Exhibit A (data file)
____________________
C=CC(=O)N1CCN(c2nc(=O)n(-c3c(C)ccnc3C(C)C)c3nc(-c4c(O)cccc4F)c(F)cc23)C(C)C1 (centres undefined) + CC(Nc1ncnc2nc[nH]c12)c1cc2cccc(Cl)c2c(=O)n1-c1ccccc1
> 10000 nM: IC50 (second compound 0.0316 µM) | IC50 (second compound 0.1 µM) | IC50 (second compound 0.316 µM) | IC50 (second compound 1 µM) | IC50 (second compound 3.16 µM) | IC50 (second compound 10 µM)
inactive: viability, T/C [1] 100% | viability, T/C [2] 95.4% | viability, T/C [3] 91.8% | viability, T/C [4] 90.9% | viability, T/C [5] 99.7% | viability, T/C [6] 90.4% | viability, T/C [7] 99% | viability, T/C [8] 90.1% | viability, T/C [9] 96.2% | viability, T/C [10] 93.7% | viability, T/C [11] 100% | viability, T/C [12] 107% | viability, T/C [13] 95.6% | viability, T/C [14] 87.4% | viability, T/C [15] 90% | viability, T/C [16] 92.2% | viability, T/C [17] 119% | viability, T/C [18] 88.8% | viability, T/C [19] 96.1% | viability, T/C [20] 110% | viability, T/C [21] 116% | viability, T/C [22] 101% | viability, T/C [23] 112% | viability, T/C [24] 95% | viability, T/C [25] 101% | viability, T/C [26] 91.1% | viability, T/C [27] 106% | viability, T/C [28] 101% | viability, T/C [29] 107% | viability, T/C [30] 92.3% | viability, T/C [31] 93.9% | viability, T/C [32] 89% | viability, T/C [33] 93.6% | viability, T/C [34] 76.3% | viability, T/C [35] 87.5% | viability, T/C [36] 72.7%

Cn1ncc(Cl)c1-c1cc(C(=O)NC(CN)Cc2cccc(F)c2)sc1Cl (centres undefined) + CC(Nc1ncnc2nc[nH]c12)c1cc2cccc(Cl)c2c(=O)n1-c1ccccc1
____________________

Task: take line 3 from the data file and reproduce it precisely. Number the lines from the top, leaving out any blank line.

inactive: viability, T/C [1] 100% | viability, T/C [2] 95.4% | viability, T/C [3] 91.8% | viability, T/C [4] 90.9% | viability, T/C [5] 99.7% | viability, T/C [6] 90.4% | viability, T/C [7] 99% | viability, T/C [8] 90.1% | viability, T/C [9] 96.2% | viability, T/C [10] 93.7% | viability, T/C [11] 100% | viability, T/C [12] 107% | viability, T/C [13] 95.6% | viability, T/C [14] 87.4% | viability, T/C [15] 90% | viability, T/C [16] 92.2% | viability, T/C [17] 119% | viability, T/C [18] 88.8% | viability, T/C [19] 96.1% | viability, T/C [20] 110% | viability, T/C [21] 116% | viability, T/C [22] 101% | viability, T/C [23] 112% | viability, T/C [24] 95% | viability, T/C [25] 101% | viability, T/C [26] 91.1% | viability, T/C [27] 106% | viability, T/C [28] 101% | viability, T/C [29] 107% | viability, T/C [30] 92.3% | viability, T/C [31] 93.9% | viability, T/C [32] 89% | viability, T/C [33] 93.6% | viability, T/C [34] 76.3% | viability, T/C [35] 87.5% | viability, T/C [36] 72.7%